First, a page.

Jersey Village Sinking Into The Abyss, And This Time Not Metaphorically
Well, maybe that's a bit of an overstatement -- but parts of JV are indeed sinking (or "subsiding," as scientist-types like to say) by as much as two inches a year.
This warm and fuzzy news is brought to you courtesy of UH geology professor Kevin Burke and former doctoral student Richard Engelkemeir, who studied ten years' worth of GPS data and determined we were pretty much doomed.(These are the same two horsemen who previously informed us of faultlines in southeast Texas).
The study, published in Tectonophysics: The International Journal of Integrated Solid Earth Sciences, aka, the journal we place over US Weekly in order to look smart in front of guests, was based on measurement data from 1995-2005.
Khan stated in a press release that, "A sprawling area of northwestern Harris County is gradually subsiding, but the points in Jersey Village are sinking fastest." "The most likely reason for the sinking of Jersey Village is the withdrawal of water from deep beneath the surface.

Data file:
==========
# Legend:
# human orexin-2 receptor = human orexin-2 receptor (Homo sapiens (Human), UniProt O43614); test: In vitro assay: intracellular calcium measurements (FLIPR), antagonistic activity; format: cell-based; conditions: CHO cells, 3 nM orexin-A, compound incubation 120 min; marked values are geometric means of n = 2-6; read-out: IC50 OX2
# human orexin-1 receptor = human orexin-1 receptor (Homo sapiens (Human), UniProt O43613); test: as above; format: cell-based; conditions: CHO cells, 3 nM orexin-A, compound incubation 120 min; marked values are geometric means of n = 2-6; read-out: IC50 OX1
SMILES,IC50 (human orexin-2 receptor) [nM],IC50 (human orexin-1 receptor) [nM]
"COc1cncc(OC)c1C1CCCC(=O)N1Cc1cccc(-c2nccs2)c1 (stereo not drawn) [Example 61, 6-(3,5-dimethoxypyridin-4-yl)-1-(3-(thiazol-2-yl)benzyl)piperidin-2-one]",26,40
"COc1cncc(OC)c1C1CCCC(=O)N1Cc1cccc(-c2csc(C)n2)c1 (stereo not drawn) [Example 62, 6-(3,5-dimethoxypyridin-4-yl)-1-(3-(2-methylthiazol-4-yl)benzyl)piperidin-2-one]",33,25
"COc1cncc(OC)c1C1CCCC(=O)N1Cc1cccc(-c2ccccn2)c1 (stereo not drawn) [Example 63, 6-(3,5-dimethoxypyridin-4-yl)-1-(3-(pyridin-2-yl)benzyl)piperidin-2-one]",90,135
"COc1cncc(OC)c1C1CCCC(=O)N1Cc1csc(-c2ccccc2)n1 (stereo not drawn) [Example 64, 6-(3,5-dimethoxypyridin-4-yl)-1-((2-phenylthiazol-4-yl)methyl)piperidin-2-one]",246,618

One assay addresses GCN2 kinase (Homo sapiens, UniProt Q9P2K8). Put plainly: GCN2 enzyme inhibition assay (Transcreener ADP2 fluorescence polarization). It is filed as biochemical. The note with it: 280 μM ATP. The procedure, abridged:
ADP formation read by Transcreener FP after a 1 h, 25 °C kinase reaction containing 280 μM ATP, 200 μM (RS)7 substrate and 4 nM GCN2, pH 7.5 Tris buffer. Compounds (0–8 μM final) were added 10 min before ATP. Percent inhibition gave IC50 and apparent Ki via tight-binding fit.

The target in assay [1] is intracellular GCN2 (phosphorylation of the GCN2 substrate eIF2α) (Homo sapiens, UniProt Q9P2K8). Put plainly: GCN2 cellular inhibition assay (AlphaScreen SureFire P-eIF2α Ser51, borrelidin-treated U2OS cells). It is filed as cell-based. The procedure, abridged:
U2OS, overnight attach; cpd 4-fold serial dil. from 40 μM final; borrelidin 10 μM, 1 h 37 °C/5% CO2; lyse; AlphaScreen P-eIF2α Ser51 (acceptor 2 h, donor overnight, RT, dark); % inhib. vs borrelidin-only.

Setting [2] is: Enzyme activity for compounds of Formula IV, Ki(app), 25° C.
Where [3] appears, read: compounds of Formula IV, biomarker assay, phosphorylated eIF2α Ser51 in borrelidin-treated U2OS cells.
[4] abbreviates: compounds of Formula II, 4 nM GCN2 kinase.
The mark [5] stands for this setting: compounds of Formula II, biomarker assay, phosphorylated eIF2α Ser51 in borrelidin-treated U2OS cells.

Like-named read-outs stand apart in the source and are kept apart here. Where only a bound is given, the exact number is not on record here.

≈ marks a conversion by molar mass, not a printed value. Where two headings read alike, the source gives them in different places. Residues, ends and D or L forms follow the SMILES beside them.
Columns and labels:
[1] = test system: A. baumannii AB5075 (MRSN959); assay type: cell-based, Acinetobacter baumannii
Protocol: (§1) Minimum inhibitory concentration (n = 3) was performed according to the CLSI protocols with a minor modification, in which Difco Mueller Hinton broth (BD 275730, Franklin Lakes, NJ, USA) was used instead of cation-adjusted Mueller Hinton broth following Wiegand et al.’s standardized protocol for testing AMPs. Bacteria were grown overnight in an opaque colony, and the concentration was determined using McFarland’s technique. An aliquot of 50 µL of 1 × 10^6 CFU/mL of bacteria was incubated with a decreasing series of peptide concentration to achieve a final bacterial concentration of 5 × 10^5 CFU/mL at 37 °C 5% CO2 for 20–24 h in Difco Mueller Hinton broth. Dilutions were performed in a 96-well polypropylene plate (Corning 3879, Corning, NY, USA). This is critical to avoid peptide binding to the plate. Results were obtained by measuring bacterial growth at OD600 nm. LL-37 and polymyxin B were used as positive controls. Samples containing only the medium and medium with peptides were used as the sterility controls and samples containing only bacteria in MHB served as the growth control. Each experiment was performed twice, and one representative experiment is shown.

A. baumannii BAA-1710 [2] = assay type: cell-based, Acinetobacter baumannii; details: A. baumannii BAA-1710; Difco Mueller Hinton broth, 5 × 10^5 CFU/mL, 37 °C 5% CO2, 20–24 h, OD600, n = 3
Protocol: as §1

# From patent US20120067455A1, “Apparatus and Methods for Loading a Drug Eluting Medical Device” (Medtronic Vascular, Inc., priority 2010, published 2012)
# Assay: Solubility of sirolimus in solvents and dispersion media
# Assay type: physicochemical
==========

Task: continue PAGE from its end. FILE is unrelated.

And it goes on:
While groundwater withdrawal has ceased in most of the Houston area, it continues in the northwestern part of the county that has seen a rapid growth in population." (This is only slightly more plausible than our theory, which states the sinking is due to the amount of fat people who live there).
Meanwhile, the study showed "some gradual rising southeast of Houston, along the coast," courtesy of "vast salt domes beneath the surface." (Or, per our theory, fewer fat people).
So why does any of this matter? According to the press release, "the research team hopes the new data that pinpoint precisely where and how quickly the ground is moving can aid the region's builders and city planners to mitigate the damage caused by the ongoing subsidence northwest of Houston."
We're hoping they can do something about all the potholes while they're at it.